From Minnie Pearl and Mother Maybelle Carter to Kacey Musgraves and Margo Price, women have often been center stage in country music (even if you have to look beyond country radio to hear them). And, to put a spin on the old saying, behind every good woman is a community of other women.

At least, that’s what Tiffany Minton was thinking when she started the Women Musicians in Nashville Oral History Project. “We have interesting stories to tell,” she observes, “and in various areas of the music industry, we are disproportionately underrepresented.”

Minton arrived in Nashville in the early 2000s and played drums with local bands and musicians including Adia Victoria and Thelma and the Sleaze. But, she recalls, “I quickly realized that I wasn't seeing myself, as far as my experience as a woman, that visibly in other bands. I would just show up [to gigs] and I would be one of maybe one or two [women], including my bandmate.”

Sensing that women in Nashville’s music scene are “proportionately underrepresented,” Minton entered the master’s program in public history at Middle Tennessee State University in 2019, to start an oral history project chronicling the experiences of female musicians-for-hire on Music Row. “I realized that it would be a really interesting opportunity to document parts of Nashville music history, but also the wider music industry's history, and these women's lives in a unique way that hadn't been done before,” she says.

In its current state, Minton’s oral history project consists of 20 two-hour video interviews and transcripts with female musicians and songwriters from the Nashville music scene. Minton drew her first round of subjects from friends and colleagues she’d met over the past decade, who, in turn, recommended their friends and colleagues to her. “Those relationships are what grow a community of women, what support a community of women working, and it's been replicated in this project, too,” she says.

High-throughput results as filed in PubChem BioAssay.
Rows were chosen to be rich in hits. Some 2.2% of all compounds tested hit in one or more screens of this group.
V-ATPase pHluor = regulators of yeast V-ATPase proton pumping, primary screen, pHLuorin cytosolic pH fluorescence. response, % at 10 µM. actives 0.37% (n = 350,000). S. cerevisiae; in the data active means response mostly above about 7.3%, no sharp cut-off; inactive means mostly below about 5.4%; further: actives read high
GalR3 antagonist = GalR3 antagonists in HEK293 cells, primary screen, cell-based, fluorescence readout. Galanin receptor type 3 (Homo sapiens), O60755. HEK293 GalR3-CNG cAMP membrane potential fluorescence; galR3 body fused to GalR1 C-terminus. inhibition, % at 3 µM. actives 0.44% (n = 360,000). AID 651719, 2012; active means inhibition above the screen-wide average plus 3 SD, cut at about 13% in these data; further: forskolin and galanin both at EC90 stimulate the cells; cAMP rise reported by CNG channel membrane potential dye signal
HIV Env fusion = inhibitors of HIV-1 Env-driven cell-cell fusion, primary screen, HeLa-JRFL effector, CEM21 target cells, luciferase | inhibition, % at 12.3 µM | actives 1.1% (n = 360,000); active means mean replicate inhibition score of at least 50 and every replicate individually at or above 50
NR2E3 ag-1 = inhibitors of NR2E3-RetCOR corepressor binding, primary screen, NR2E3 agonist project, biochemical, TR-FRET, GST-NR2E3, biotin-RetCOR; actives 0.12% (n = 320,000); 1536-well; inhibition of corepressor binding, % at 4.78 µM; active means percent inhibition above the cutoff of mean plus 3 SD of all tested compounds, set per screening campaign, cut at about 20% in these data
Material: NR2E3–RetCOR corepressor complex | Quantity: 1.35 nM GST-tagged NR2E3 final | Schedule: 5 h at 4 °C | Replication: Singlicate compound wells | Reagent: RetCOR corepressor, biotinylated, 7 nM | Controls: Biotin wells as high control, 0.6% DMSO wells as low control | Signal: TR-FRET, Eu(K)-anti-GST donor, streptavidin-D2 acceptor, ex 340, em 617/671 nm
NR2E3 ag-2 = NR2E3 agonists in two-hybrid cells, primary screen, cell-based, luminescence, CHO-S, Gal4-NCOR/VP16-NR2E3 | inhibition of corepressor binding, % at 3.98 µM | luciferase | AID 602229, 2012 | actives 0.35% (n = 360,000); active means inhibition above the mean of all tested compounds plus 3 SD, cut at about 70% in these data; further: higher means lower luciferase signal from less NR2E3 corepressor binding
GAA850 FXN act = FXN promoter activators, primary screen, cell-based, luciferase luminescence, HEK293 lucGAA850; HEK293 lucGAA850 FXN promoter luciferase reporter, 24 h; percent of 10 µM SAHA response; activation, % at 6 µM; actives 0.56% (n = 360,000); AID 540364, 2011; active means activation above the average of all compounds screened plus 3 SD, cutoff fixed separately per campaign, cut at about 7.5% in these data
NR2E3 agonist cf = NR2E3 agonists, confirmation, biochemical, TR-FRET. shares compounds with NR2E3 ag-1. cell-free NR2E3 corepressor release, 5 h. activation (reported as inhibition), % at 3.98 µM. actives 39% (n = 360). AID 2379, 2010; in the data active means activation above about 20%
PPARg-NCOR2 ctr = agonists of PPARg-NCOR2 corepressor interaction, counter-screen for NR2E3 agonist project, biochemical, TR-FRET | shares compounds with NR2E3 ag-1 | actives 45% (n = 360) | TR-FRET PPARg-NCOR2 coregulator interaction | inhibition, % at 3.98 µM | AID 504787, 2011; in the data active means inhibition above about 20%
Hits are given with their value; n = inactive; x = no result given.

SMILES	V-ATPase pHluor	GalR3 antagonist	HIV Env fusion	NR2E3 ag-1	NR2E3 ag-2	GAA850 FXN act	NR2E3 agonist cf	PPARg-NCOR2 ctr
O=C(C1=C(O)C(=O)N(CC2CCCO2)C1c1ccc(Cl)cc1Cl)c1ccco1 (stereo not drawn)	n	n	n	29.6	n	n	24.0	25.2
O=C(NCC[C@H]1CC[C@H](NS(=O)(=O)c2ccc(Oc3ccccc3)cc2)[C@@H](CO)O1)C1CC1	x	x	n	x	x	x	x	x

The girls’ club that helped Minton find her subjects reflected a sea change in how women work together in Nashville. “There’s a very tight-knit community of women who have a vested in [recommending] one another for jobs,” Minton observes, reflecting on a gig that string players Kristin Weber and Larissa Maestro shared. “That’s how you get good jobs. That’s how you get seen.

“For every five or 10 men, there are maybe one or two women who are doing the same thing,” she adds. “It’s a good way to increase the exposure and the odds that your female friends are going to have a leg up in the community.”

Minton’s first round of interviews will be included in the archives at the Center for Popular Music in Murfeesboro, Tenn., this summer. Though Minton graduated in June, she has plans to continue the project.

“My focus right now is just to try to get as many stories as I can, because a lot of women, especially at the beginning of the development of the country music industry in Nashville, are getting a lot older, and some of them have already passed and all of that. So, I want to make sure that I try to meet those women,” she says. “But also, there's a really amazing, and fairly large, group of younger women now who are experiencing really interesting levels of success, and I think it's important to document that as well, to get them at that particular time and place in their lives.”

Keep reading to learn a bit more about five of the women included in Minton’s Women Musicians in Nashville Oral History Project. You might not know them by name, but you’ve definitely sung along to the music they’ve made:

To read more about Minton's work and the women in the Nashville music scene she's chronicling, visit

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